Introducing people to the unique medium of glass art is especially important, given that most laypeople simply aren’t that familiar with the form or associate it with the kind of colourful vessels that marked the early work of pioneer Dale Chihuly.
“Everyone thinks it’s really cool, but they don’t really know anything about it,” Turner says. “The general perception is, if it’s glass, you’re making bowls. I understand why, because that’s mostly what’s out there.
“The glass world is in a real transition right now,” adds Turner, who earned his MFA at Alfred University in New York state and has been awarded residencies in Norway and Belgium, among other places. “It’s always had its own history separate from other creative worlds and hasn’t made the jump or been accepted into the greater fine-art scheme of things very well because it fostered its own strong culture. Now we’re at a time where we’re getting ready to expand into that world. The battle of the previous generation of glass artists was technical: they had to learn how to build furnaces and how to get glass.…The challenge for my generation is what to make, how to make something new and take it in a different direction. That’s the tough challenge, but it’s also why glass is poised to infiltrate the fine-art world.”
Turner’s own work is unlike any other. His “Balance series”, for instance, consists of striking sculptures made of assembled hand-blown glass and polished stainless steel with a single point of balance. They involve detailed planning, with Turner sketching designs in advance and using calipers to achieve the objects’ required precision.
“Tastes are changing,” Turner says. “We’re getting away from glass that was popular in the ’80s to making sculptures that will fit more into art galleries and glass galleries that are more discerning. I make bowls sometimes, but I’m not going to bring a bowl to an art gallery.”
Geyer, too, is breaking new ground with glass. As a cofounder of Sasamat Creative, a lighting-design studio, he creates interactive hand-blown glass objects, such as pendant lights that are filled with neon gas and that respond to touch from the outside, a bit like those mad-science-type plasma globes. With a BFA from Emily Carr University of Art and Design and an MFA from Philadelphia’s Tyler School of Art, Geyer also works with found glass, including large sheets of skyscraper glass that have been slightly damaged during construction and would otherwise end up in a landfill.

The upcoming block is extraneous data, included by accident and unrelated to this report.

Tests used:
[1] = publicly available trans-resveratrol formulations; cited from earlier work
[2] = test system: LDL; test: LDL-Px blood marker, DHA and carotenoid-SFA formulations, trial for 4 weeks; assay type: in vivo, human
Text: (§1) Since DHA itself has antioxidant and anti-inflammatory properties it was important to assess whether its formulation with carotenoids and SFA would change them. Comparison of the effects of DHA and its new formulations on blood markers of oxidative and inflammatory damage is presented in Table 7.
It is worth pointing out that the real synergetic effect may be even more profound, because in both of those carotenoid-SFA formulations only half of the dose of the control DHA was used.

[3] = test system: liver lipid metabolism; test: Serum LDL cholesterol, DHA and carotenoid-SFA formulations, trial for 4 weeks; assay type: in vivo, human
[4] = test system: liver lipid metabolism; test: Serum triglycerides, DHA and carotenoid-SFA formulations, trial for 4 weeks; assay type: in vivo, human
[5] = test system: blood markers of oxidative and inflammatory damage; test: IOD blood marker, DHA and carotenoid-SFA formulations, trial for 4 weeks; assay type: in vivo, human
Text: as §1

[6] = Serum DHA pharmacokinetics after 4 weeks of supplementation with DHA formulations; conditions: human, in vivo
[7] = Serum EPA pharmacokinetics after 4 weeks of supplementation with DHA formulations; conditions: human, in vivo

“They throw out more glass in a couple days than I can use in a lifetime,” says Geyer, who got his start under the guidance of another leader in the field, B.C.’s Robert Held. “I still love to blow glass—I’ve been doing it for 18 years—but I also like to work with found glass and reinvigorate or reinterpret its original meaning. You can only blow big bubbles for so long. Neon is really interesting to me. The relationship between glass, light, and colour is fascinating to me.”
Geyer predicts that the future of glass art will feature more fusion—sculptors using glass along with traditional materials, for example; graphic designers emblazoning glass with text; painters using glass as their canvas; and so on.
“People are starting to make their own voice with the material,” Geyer says. “You can combine two worlds to make one that’s unique and that separates you from the pack. You can make it into a different experience by making it move or making it interact with light. The hybrid stuff is so interesting.
“It’s a fascinating material to work with,” he adds. “Once you start working with it, you have to finish it. It’s not like writing a song or working with clay; you can’t take a break or go for lunch. If you stop, it’s over. That’s what I like about it: it commands your attention from start to finish.”
The Eastside Culture Crawl takes place Thursday through Sunday (November 20 to 23) at various Vancouver venues.